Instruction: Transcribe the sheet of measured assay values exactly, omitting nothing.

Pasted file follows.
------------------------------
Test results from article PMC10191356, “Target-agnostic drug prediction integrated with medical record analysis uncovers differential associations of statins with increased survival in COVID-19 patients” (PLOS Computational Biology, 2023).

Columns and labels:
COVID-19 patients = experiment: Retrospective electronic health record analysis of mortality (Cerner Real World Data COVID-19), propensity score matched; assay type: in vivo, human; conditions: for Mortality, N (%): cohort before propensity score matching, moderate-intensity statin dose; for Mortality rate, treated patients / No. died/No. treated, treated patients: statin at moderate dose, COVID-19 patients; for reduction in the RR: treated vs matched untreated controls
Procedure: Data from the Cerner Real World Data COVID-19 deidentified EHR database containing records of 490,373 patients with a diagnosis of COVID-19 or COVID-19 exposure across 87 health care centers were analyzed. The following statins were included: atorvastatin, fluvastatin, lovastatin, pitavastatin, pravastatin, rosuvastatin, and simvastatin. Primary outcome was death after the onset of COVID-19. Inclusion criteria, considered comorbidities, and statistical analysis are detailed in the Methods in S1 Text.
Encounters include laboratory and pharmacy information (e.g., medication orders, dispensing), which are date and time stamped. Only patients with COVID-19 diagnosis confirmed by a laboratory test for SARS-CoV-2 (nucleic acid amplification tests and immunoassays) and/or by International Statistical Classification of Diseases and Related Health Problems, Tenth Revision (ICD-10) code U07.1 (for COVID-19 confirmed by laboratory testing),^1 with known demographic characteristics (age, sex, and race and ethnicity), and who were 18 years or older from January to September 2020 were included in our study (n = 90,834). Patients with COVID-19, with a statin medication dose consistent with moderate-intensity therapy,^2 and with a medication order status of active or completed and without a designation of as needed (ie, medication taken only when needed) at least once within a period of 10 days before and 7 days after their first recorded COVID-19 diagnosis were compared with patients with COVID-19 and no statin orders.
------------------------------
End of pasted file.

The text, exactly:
Test results from article PMC10191356, “Target-agnostic drug prediction integrated with medical record analysis uncovers differential associations of statins with increased survival in COVID-19 patients” (PLOS Computational Biology, 2023).

Columns and labels:
COVID-19 patients = experiment: Retrospective electronic health record analysis of mortality (Cerner Real World Data COVID-19), propensity score matched; assay type: in vivo, human; conditions: for Mortality, N (%): cohort before propensity score matching, moderate-intensity statin dose; for Mortality rate, treated patients / No. died/No. treated, treated patients: statin at moderate dose, COVID-19 patients; for reduction in the RR: treated vs matched untreated controls
Procedure: Data from the Cerner Real World Data COVID-19 deidentified EHR database containing records of 490,373 patients with a diagnosis of COVID-19 or COVID-19 exposure across 87 health care centers were analyzed. The following statins were included: atorvastatin, fluvastatin, lovastatin, pitavastatin, pravastatin, rosuvastatin, and simvastatin. Primary outcome was death after the onset of COVID-19. Inclusion criteria, considered comorbidities, and statistical analysis are detailed in the Methods in S1 Text.
Encounters include laboratory and pharmacy information (e.g., medication orders, dispensing), which are date and time stamped. Only patients with COVID-19 diagnosis confirmed by a laboratory test for SARS-CoV-2 (nucleic acid amplification tests and immunoassays) and/or by International Statistical Classification of Diseases and Related Health Problems, Tenth Revision (ICD-10) code U07.1 (for COVID-19 confirmed by laboratory testing),^1 with known demographic characteristics (age, sex, and race and ethnicity), and who were 18 years or older from January to September 2020 were included in our study (n = 90,834). Patients with COVID-19, with a statin medication dose consistent with moderate-intensity therapy,^2 and with a medication order status of active or completed and without a designation of as needed (ie, medication taken only when needed) at least once within a period of 10 days before and 7 days after their first recorded COVID-19 diagnosis were compared with patients with COVID-19 and no statin orders.